After 43 years, our relationship with the Franchise had grown so familiar and worn that we’d quietly moved into separate bedrooms. If we’d had the energy, we might have signed divorce papers. Nonetheless, every few years, the Franchise put on a new outfit and twirled around hopefully. This usually won it some new admirers, although those of us who remembered the deep past most fondly were less enamored of its new permutations. We wished the Franchise no ill will, but at the same time we occasionally thought: Give it a rest, darling, you’re showing your age.
Not any more. Director J.J. Abrams’ version of Star Trek, the 11th movie to spin off from the original 1960s television series, catapults us into the Land Before Star Trek Began with a brisk, joyous romp that makes us consider renewing those vows. It’s a real family film, relatively light on the violence and funny without being overly crude; it even has some touching moments. Those with encyclopedic knowledge of all things Trekkian may sputter over tinkering with the mythology, but it’s all justified not particularly tidily, but handily under the kind of time-traveling clause you might expect from the guy who created Lost.
To begin, we go back to the womb, to the day of James T. Kirk’s birth in deep space, when his father makes a noble sacrifice to save the lives of others, including that of his infant son precisely as he makes his way down the birth canal. The next time we see young Jim in an energetic Spielberg-influenced sequence he’s a bratty Iowa farm boy of about 11, stealing a car and fulfilling every stereotype of a kid lacking a proper father-figure . Flash forward another decade and Kirk is a townie, living in the shadow of a Starfleet campus, which looms over the cornfields like a scarily large silo. He’s still a brat, but also brawny and possessing a William Shatner-esque swagger. No wonder he catches the eye of a recruiter.
With impeccable timing, Abrams welcomes the rest of the old crew of the Enterprise, young and fresh again, one by one to his dance floor. First up is Spock , who was bullied on Vulcan for having a human mother and chose to take refuge in the Starfleet Academy. Then comes Uhura , who rejects Kirk’s leering come-on with just the crisp efficiency you’d expect.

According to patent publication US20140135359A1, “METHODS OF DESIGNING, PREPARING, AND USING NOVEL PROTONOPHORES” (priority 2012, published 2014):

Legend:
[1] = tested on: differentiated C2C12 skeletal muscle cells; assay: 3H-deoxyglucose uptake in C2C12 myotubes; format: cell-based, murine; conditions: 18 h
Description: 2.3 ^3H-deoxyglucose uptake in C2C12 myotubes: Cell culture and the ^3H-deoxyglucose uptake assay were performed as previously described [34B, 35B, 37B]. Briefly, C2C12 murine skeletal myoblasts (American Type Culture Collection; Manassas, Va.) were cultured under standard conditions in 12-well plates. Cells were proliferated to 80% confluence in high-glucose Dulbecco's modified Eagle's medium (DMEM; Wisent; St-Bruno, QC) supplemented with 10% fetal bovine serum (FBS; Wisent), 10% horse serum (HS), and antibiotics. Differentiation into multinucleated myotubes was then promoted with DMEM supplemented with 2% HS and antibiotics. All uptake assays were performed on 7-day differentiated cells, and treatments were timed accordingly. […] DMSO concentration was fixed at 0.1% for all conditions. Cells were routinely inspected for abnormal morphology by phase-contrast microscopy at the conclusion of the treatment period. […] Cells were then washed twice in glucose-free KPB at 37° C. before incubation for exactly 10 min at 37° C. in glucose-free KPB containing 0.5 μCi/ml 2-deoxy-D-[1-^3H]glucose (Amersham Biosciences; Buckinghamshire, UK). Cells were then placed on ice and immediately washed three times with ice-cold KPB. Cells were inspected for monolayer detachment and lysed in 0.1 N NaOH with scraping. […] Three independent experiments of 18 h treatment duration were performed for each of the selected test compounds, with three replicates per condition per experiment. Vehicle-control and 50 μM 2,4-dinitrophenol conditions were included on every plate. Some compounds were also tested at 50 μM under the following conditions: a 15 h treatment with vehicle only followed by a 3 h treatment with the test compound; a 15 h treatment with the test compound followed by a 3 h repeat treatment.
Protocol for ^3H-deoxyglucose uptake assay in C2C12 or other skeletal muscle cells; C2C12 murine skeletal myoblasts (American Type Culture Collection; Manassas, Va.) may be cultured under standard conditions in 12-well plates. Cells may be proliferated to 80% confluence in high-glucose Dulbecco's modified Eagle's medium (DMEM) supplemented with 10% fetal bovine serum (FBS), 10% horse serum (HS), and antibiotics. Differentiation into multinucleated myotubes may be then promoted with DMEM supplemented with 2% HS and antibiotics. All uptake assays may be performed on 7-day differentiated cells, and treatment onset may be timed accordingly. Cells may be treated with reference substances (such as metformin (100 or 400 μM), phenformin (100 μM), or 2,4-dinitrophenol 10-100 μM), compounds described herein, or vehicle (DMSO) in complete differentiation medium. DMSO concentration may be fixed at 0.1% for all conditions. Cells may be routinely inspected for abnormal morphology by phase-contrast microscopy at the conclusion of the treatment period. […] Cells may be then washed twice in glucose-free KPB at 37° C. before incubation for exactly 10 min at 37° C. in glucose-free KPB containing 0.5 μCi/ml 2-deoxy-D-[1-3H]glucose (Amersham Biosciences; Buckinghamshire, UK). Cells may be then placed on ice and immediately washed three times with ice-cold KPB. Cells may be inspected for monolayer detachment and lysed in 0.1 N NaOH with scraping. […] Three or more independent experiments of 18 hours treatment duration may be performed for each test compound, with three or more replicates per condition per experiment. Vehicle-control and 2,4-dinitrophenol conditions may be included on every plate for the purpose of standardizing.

By the time Leonard “Bones” McCoy introduces himself to Kirk on a transporter full of new recruits, my grin had settled in for good. In terms of casting, Ryder is Abrams’ only blunder. John Choo as Hikaru Sulu Perfection. Simon Pegg as Scotty Genius. I didn’t recognize Anton Yelchin, who makes a charming 17-year-old Chekov, from his role in Hearts of Atlantis but I was mentally clapping him on the back as well.
Very often the updating of an older franchise leads to a shrieking mass of technological bells and whistles . Star Trek certainly looks as lively as an ambitious, action-oriented summer blockbuster ought, but Abrams is more interested in the characters than he is in showing off the ship, or the Big Bad, a fellow named Nero with a Black Hole complex. Abrams also pays homage to the original with a cameo by one of the old gang. That special guest has one scene too many, but there’s a sweetness of intent that makes it forgivable.
There are many satisfyingly sly flourishes in Roberto Orci and Alex Kurtzman’s script. You probably always assumed, as I did, that McCoy was called “Bones” because he was a doctor. But as he meets Kirk, he’s half-drunk and grumbling about how his ex-wife just cleaned him out in a divorce. “All I’ve got left is my bones,” he says woefully. Now there’s some back-story.
But the ultimate back-story, and the heart of the movie, as it should be, is the love story between Kirk and Spock. It’s a tumultuous affair, full of insults , jealousy and even an expulsion from the Enterprise. It’s a good thing that we already know that they live long, prosper and bicker together for years to come.
Read Lev Grossman’s story “Back to the Final Frontier.”
See TIME’s Pictures of the Week.